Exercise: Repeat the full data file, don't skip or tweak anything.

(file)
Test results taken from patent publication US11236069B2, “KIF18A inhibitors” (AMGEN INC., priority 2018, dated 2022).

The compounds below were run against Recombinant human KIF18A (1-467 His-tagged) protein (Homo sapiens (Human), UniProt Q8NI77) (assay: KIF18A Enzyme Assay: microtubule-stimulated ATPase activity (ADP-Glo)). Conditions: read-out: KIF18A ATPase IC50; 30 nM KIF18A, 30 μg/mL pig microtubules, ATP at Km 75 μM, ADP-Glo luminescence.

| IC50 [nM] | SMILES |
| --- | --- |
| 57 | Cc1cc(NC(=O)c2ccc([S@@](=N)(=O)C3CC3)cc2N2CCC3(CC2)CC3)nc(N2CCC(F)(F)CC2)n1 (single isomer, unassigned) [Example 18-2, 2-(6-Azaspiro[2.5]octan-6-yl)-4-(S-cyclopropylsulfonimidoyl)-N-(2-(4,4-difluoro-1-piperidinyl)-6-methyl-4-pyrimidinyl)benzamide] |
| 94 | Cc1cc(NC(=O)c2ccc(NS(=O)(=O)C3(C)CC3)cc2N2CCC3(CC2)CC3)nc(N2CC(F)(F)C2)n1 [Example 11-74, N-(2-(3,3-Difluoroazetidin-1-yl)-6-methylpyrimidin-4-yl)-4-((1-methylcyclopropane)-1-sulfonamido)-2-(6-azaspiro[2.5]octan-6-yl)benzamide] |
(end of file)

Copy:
Test results taken from patent publication US11236069B2, “KIF18A inhibitors” (AMGEN INC., priority 2018, dated 2022).

The compounds below were run against Recombinant human KIF18A (1-467 His-tagged) protein (Homo sapiens (Human), UniProt Q8NI77) (assay: KIF18A Enzyme Assay: microtubule-stimulated ATPase activity (ADP-Glo)). Conditions: read-out: KIF18A ATPase IC50; 30 nM KIF18A, 30 μg/mL pig microtubules, ATP at Km 75 μM, ADP-Glo luminescence.

| IC50 [nM] | SMILES |
| --- | --- |
| 57 | Cc1cc(NC(=O)c2ccc([S@@](=N)(=O)C3CC3)cc2N2CCC3(CC2)CC3)nc(N2CCC(F)(F)CC2)n1 (single isomer, unassigned) [Example 18-2, 2-(6-Azaspiro[2.5]octan-6-yl)-4-(S-cyclopropylsulfonimidoyl)-N-(2-(4,4-difluoro-1-piperidinyl)-6-methyl-4-pyrimidinyl)benzamide] |
| 94 | Cc1cc(NC(=O)c2ccc(NS(=O)(=O)C3(C)CC3)cc2N2CCC3(CC2)CC3)nc(N2CC(F)(F)C2)n1 [Example 11-74, N-(2-(3,3-Difluoroazetidin-1-yl)-6-methylpyrimidin-4-yl)-4-((1-methylcyclopropane)-1-sulfonamido)-2-(6-azaspiro[2.5]octan-6-yl)benzamide] |